3. Results
3.1. Oviposition experiment
Water temperature varied inside its natural daily range from 12.3 to 17.1 C. Mean water temperature was 14.6 C. Water pH in the control and ammonium nitrate treatments varied from 6.80 to 7.60 (mean pH 7.31). No differences among treatments were detected either in water temperature (F2,18 = 0.003; P = 0.997) or, excluding acid treatment, in water
Table 1

Descriptive statistics of the variables measured during the oviposition experiment





Control







Ammonium nitrate







Acid







ANOVA




Mean (±S.D.)

CI (95%)




Mean (±S.D.)

CI (95%)




Mean (±S.D.)

CI (95%)




F

d.f.

P

Day

1.64 (±0.94)

1.17–2.10




1.07 (±0.88)

0.63–1.51




1.02 (±0.89)

0.58–1.47




2.160

2, 51

0.126

Wrapp

90.1 (±15.9)

82.0–98.3




78.4 (±28.7)

61.1–95.8




19.2* (±27.0)

3.0–35.5




33.224

2, 40

<0.001

Attach 1.0 (±3.0) −0.5–2.5 3.6 (±5.7) 0.1–7.1 2.2 (±5.8) −1.3–5.7 1.054 2, 40 0.358
Day: number of eggs laid per female and day. Wrapp: percent of wrapped eggs. Attach: percent of eggs attached to the film. Results of one-way analyses of variance

(ANOVAs) to compare variables among treatments are shown. S.D.: standard deviation; CI: confidence interval.



* Treatments are significantly different from controls as revealed by post hoc tests.



pH (F1,12 = 0.002; P = 0.969). In the acid water treatment, pH

ranged from 3.91 to 4.78, with a mean value of 4.26.

Ammonium nitrate and low pH did not produce mortality or any apparent effect on exposed females, except skin moulting of three individuals exposed to low pH, and one individual in the other two treatments. The number of eggs laid per female and day was not influenced either by female snout–vent length (r = 0.060; n = 54; P = 0.669) or mass (r = 0.251; n = 54; P = 0.068). Forty- three of the 54 females laid eggs; the percentage of females laying eggs was 94% in controls, while in the other two treat- ments it was 72%. No significant differences among treatments were observed in percent of females laying eggs (χ2 = 3.653; n = 3; P = 0.161).

Number of eggs laid per female and day was higher in con- trols than in the other two treatments. However, no significant differences among treatments were observed for this variable (Table 1). Oviposition behaviour was altered by low pH expo- sure. The percentage of wrapped eggs was significantly lower in females exposed to acid water than in controls (Table 1). In the ammonium nitrate treatment, although the proportion of wrapped eggs was also lower than in controls, post hoc test (HSD Tukey) did not show significant differences among these two treatments. Non-wrapped eggs were mainly laid directly on the bottom of the tank. The proportion of eggs attached to the plastic strips was similar in all three treatments and statistically non-different from zero (Table 1), so we did not consider this variable relevant.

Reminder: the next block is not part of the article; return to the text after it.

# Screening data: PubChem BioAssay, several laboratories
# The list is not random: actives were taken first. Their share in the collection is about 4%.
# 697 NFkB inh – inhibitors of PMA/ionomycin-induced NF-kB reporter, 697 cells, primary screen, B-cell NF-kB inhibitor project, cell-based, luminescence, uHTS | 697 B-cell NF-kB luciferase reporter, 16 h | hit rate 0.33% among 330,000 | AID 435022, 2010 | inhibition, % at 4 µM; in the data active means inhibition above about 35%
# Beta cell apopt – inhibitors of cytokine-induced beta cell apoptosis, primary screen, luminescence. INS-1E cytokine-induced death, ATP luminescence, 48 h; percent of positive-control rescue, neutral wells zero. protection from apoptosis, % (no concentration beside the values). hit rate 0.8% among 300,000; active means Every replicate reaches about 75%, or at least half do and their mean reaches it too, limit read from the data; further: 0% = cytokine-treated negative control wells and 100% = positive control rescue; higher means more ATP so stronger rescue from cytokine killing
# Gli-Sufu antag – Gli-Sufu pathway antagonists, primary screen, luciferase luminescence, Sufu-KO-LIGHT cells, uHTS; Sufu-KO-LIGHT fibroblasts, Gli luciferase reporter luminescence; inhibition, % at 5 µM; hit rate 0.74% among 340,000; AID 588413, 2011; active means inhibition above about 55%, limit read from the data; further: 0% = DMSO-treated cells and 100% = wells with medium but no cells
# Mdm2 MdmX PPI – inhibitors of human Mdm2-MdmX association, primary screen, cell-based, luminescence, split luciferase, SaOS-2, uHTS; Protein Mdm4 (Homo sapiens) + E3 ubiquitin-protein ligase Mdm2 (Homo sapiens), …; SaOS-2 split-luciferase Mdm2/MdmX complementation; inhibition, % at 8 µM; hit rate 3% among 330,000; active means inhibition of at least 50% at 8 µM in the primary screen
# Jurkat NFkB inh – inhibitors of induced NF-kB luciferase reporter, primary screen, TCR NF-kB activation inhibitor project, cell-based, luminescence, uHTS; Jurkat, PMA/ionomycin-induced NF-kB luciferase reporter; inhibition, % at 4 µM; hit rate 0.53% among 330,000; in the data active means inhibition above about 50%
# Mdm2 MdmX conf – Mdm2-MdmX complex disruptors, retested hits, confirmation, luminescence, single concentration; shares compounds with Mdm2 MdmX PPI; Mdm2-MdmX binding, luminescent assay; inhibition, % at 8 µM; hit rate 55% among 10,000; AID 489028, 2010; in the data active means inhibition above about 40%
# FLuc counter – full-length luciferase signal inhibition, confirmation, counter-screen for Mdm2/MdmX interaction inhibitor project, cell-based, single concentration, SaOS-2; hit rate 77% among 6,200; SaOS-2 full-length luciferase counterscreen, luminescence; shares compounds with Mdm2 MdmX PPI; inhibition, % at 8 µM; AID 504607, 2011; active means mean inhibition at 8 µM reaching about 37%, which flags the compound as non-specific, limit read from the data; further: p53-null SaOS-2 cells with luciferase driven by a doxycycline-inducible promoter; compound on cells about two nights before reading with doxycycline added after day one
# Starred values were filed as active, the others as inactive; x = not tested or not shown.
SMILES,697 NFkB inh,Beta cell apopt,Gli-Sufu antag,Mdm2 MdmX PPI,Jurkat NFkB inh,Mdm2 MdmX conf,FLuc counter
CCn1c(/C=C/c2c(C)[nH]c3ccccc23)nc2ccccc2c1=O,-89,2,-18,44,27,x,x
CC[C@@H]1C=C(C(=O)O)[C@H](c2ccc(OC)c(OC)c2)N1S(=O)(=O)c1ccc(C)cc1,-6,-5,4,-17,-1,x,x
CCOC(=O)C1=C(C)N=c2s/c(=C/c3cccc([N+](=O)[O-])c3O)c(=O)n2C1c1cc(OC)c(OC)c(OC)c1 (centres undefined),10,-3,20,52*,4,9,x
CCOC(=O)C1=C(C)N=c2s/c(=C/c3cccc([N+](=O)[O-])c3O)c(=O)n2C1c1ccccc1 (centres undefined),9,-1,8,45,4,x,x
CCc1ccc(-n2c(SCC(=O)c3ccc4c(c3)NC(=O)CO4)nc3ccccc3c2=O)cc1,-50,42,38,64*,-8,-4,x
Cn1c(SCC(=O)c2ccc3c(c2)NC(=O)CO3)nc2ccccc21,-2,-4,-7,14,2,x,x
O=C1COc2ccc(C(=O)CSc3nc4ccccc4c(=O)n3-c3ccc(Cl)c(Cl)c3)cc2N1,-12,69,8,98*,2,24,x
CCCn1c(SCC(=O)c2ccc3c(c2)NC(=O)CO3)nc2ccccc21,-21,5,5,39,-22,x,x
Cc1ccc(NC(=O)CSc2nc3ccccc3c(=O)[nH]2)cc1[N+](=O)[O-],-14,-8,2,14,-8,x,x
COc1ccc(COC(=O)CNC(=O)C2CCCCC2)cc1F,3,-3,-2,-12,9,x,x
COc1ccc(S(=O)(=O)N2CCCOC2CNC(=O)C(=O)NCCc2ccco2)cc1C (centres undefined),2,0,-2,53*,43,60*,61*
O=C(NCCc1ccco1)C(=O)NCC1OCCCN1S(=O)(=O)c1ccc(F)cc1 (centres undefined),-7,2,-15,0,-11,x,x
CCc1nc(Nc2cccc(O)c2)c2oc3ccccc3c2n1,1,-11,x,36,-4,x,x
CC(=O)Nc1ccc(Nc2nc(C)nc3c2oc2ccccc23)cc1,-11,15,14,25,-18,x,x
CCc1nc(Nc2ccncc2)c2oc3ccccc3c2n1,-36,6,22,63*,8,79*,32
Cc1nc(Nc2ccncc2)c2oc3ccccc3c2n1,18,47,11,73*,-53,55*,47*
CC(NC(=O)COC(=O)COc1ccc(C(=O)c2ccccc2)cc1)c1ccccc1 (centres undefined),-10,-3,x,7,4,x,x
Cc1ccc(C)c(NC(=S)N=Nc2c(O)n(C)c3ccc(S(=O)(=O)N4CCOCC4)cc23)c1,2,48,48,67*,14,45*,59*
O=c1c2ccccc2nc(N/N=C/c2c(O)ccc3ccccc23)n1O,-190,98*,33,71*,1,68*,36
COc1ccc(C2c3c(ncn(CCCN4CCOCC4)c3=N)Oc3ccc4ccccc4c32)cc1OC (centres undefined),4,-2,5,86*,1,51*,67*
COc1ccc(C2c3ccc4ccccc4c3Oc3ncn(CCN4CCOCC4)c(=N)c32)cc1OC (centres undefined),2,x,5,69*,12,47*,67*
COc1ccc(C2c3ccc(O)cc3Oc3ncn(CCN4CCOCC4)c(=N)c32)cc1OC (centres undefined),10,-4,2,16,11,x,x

3.2. Embryonic development experiment
Variation in water temperature was 12.3–17.7 C, with an average water temperature of 14.9 C. Water pH in the con- trol and ammonium nitrate treatments ranged from 6.67 to

7.56 (mean pH 7.26). No differences among treatments were detected in water temperature (F2,72 = 0.006; P = 0.994) or pH (F1,48 = 0.040; P = 0.843). Finally, in the acid water treatment, pH varied from 3.89 to 5.04, with an average value of 4.56.

During the first six days of exposure, estimated mortality in all three treatments was less than 5%, so we rejected a possi- ble effect on fecundity rate that could have partially explained the embryonic mortality. We found a high mortality rate in all three treatments after 25 days of experiment (control: 62.5%, ammonium nitrate: 66.7%, low pH: 56.6%). This high mortality is suspected to be related with a genetic, species-based reason that will be discussed later. No effects of ammonium nitrate or acid water on embryonic survival were observed at the end of the experiment (F2,9 = 0.251; P = 0.783). Time of eclosion was not affected by exposure to ammonium nitrate or low pH, but size at eclosion and stage at eclosion significantly varied among treatments (Table 2). Mean body length at eclosion was 9.33

(±0.22) mm in controls, 8.90 (±0.53) mm in larvae exposed to low pH, and 8.10 (±0.14) mm in individuals exposed to ammo- nium nitrate. According to Harrison stages, average stage at eclosion was 41.35 (±0.27) in controls, 41.49 (±0.35) in the acid water treatment, and 41.05 (±0.20) in the ammonium nitrate



Table 2


Results of two-way analyses of variance (ANOVAs) to assess the effects of ammonium nitrate or low pH (treatment), and the wrapped or unwrapped condition of the eggs, on time to eclosion, length at eclosion and stage at eclosion of T. pygmaeus embryos during the embryonic development experiment
Variable Source of variation Mean squares d.f. F P

Time to eclosion Treatment 5.154e4 2 1.282 0.303

Wrapping condition 8.718e5 1 12.095 0.647

Treatment × wrapping 8.621e4 2 3.742 0.148

Error 4.020e4 17


Length at eclosion Treatment 3.496 2 0.217 0.001

Wrapping condition 1.324e2 1 0.046 0.833

Treatment × wrapping 7.118e2 2 0.097 0.784

Error 0.289 17

Stage at eclosion Treatment 3.708e5 2 2.145 0.045

Wrapping condition 9.626e7 1 0.246 0.759

Treatment × wrapping 2.533e5 2 2.557 0.107

Error 9.907e6 17


Fig. 1. Mean survival rates at eclosion (±S.D.) of T. pygmaeus wrapped and unwrapped embryos exposed to ammonium nitrate and low pH. Results of one- way analyses of variance (ANOVAs) per treatment to compare survival among wrapped and unwrapped embryos are shown (NS, P > 0.05; * P < 0.05).